Letting an HMO property allows landlords to have more tenants and generate more rental income. However, HMO landlords have more rules and responsibilities to follow, such as licensing, overcrowding, and minimum size requirements.
Read on to find out about how HMOs work and what you need to do to let one safely and successfully.
HMO stands for house in multiple occupation. The HMO definition is a property which has three or more people from more than one household living there who share kitchen, bathroom, or toilet facilities.
The government defines a household as a single person, or members of the same family living in the same property. For example, three unrelated people in three rooms would make up three households, while a property with two couples would make up two households.
HMOs can take many forms. They're often a shared property where the tenants aren't related to each other, or a house split into several rooms.
For a property to be considered an HMO, rent must be paid, and it must be the occupants’ main residence.
There’s a separate category of property known as a large HMO. A property is a large HMO if it has at least five tenants forming more than one household, and the tenants share toilet, bathroom, or kitchen facilities.
However, landlords of HMOs have a number of extra responsibilities. These include:
It’s important to note that these are legal responsibilities for HMO landlords no matter what’s stated in the tenancy agreement.
In 2018, the government introduced minimum bedroom sizes for HMO properties that need a licence.
Read our in-depth [guide(/knowledge/articles/2021/06/guide-to-hmo-minimum-bedroom-sizes/) to find out about minimum room sizes], overcrowding in HMOs, and how you can comply with the rules.
All large HMOs must be licenced. So, if your property is let to five or more unrelated tenants, and has shared tenant facilities, you must apply for an HMO licence.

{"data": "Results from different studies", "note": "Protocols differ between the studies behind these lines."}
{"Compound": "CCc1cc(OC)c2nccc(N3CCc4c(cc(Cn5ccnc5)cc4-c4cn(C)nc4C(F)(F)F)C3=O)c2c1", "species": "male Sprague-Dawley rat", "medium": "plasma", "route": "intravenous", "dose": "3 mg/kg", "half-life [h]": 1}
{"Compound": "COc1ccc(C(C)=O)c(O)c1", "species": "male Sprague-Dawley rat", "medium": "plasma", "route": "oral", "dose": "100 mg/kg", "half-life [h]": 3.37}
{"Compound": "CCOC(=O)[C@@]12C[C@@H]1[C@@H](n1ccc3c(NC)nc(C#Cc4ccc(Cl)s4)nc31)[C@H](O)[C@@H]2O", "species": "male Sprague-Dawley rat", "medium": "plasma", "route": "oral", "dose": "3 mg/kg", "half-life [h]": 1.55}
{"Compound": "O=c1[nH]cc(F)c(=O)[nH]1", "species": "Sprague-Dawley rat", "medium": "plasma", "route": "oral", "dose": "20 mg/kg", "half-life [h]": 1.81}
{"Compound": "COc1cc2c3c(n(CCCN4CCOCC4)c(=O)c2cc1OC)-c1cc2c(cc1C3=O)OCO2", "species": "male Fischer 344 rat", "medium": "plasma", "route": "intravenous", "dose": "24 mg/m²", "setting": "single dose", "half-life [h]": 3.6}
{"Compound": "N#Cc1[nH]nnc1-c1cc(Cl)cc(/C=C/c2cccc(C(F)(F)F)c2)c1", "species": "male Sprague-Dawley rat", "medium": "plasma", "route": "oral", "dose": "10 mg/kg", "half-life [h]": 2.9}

Even if you don’t have a large HMO, some councils require HMO properties to have a licence. Each licence will specify the maximum number of people that can occupy the property and how long it’s valid for.
You should also remember that some councils require all landlords to be registered, regardless of whether or not their properties are HMOs. If you’re in doubt, check with your local council first.
You should apply for an HMO licence through your local council. Individual councils will set the terms of the licence. You can apply yourself, or you can ask your letting agent to do it for you.
The landlord must inform a number of different parties when applying for a licence, and you must also pass on the details of these people to the council. They are:
You can find out how to apply for your HMO licence here.
The cost of an HMO licence is set by individual councils. It’s normally charged as a fee for applying, and will be non-refundable regardless of whether or not the licence is granted.
For example, the cost of an HMO licence in Westminster, London, is £975, rising to £1,240 for self-contained flats. Meanwhile, costs for HMO licences in Newcastle and Bournemouth start at £750 and £695 respectively. There are often discounts available for accredited landlords and renewals.
HMO licences normally last for a period of five years. At least once during that period, the council will inspect the property to make sure that it doesn’t have any health and safety hazards.
If you're the landlord of an HMO that should be licensed but it's not, you're committing a criminal offence and there are HMO licence fines you should be aware of.
You could be prosecuted and get an unlimited fine. You could also be ordered to repay up to 12 months’ rent or, if the tenants are in receipt of housing benefit, you could be ordered to repay 12 months’ housing benefit to the council.
There are also fines for renting to more than the number of tenants allowed on the licence or breaking other licence terms. These fines are set by your local council, ranging from £5,000 to £20,000.
If you break the terms of your licence, you could be fined up to £5,000. If you break the terms by renting to more than the number of tenants allowed on the licence, you could be fined up to £20,000.
What’s more, it’s important to understand that if your HMO isn’t properly licensed, you may not be able to evict tenants. In the case of an assured shorthold tenancy, a section 21 notice won’t be valid if an HMO isn’t licensed when it should be.
Let us know about your experience with renting HMO properties in the comments.
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